Having said that, with major magazines weaving in paid placements into their roundups of Mens' Shirts for Fall, having pure press that a media source featured without any money exchanged gets to be even a bigger deal. The validation is even stronger than it has been before. Your business or initiative or organization is that important that it must be talked about despite any revenue touching it at all.
Advertisements Are Getting Better and Better
Just like a press validation is getting better and better, so too is advertising. One can't have lame advertising floating around when there is sexy branded content being pushed by media producers. There is also no denying that advertising works, and that you learn something new. Examples:
- In the car, I learned about a beer festival happening near where I live from a commercial they placed about it. Did that beer festival also get press? Yes, a little bit. But I first learned about it in the car on the radio as a commercial, and it was in that moment that I mentally put it on my calendar as a place to go.
- The Lalaloopsy Baking Oven was high on our Christmas list this year because my daughter and I saw one commercial about it. Just one!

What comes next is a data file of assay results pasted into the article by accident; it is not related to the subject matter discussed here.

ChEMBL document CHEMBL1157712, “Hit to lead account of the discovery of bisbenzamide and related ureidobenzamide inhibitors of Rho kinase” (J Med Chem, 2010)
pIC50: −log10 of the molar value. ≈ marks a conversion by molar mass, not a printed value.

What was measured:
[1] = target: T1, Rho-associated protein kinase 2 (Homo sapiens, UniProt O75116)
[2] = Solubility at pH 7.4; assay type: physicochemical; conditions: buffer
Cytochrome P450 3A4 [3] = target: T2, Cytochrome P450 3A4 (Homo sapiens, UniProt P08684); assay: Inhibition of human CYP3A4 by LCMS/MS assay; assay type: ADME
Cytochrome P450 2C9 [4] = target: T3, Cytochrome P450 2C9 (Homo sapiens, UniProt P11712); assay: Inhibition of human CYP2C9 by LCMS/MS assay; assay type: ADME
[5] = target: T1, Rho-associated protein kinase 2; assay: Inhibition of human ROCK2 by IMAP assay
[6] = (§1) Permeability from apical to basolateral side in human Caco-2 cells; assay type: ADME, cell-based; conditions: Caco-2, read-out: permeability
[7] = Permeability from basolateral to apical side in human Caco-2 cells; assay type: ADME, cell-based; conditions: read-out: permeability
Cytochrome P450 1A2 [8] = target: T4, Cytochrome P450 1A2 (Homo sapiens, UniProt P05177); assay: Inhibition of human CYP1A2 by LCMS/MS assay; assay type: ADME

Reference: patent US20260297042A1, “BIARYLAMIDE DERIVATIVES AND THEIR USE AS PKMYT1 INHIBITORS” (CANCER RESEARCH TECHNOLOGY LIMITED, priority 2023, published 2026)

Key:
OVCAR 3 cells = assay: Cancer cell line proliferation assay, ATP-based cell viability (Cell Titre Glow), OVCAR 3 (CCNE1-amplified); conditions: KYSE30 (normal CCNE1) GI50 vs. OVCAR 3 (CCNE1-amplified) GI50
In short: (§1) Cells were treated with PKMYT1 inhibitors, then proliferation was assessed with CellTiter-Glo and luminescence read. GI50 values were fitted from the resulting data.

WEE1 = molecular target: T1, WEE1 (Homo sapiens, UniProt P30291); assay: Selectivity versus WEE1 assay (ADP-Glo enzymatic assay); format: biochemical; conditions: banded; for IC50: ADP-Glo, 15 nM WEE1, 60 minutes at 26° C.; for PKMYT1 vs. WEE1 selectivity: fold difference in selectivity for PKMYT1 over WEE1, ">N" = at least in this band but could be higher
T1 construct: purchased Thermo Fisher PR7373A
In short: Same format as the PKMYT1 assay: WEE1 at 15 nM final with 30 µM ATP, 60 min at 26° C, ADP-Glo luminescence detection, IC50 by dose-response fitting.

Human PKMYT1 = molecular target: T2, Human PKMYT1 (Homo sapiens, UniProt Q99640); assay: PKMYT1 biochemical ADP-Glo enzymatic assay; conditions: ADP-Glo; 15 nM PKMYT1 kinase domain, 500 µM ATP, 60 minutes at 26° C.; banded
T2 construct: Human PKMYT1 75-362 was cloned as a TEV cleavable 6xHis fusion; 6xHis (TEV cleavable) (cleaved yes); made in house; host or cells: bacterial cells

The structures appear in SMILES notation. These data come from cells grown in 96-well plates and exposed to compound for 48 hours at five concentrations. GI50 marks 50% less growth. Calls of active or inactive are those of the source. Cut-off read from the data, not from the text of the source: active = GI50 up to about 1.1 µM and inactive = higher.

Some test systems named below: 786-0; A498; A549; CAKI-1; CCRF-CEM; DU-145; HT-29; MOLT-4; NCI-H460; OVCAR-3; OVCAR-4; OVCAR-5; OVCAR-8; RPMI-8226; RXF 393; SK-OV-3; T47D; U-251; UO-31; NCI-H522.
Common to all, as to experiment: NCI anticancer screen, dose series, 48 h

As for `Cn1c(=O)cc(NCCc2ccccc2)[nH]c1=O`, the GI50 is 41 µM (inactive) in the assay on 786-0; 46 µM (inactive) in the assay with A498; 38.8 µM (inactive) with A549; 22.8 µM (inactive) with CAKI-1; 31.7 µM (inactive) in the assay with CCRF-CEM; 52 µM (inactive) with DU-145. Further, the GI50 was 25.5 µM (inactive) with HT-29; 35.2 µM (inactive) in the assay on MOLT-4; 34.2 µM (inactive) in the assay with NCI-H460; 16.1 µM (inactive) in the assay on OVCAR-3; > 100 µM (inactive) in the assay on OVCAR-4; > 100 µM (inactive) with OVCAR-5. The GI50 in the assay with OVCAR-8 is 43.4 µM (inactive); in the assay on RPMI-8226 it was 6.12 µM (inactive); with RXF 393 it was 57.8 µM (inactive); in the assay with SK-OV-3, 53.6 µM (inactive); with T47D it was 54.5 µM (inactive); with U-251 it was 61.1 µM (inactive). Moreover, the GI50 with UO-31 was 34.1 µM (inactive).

- The print magazine Every Day with Rachael Ray had a page that showed how to connect with the magazine on all devices. What did I see in small print? That the page was promoted by Apple. I looked again on the page, and sure enough, all devices were Apple. Not that it looked unusual to me, because I am all Apple all of the time! So sure, mentally I was sealed into Apple's marketing, again. Happily! Quite clever, though I thought.
Is Pay-to-Play Sneaky? Or Just a Way of Life?
Well...both. And life goes on! Pay-to-play is not the only way to play, and that is why I don't pay it much mind. Technically, I should have told you about an ad that is in this article. But it would really disrupt the flow, and, it was an honest pick. Can you find the ad?
Answer: The ad is the link to the Lalaloopsy Baking Oven. In case you wanted to see what I was talking about, or maybe even buy it, I included a link to Amazon for your convenience. But what I also have at Amazon is an affiliate account, which means that if you buy that oven from my link, I get a very small commission. Yay! But if I am getting any money from it, you would probably want to know, right? It might influence if you trusted my recommendation, right? But...it's so small, that need I bother? And the recommendation is the truth, I really did buy it for Christmas after seeing it once on Cartoon Network.
The decision is yours, my friend. Our job at Tin Shingle is to let you know about it, so that you are not surprised or offended if you are approached with, or if your pitch is responded to with, a pitch right back at you for a fee.
But I will say this...Oprah's Favorite Things did not become such a huge, respected list because anyone paid. And that is a lot of validation that everyone involved can profit from.
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Read Tin Shingle co-founder Sabina Hitchen's contribution to this topic in Sabina's article here.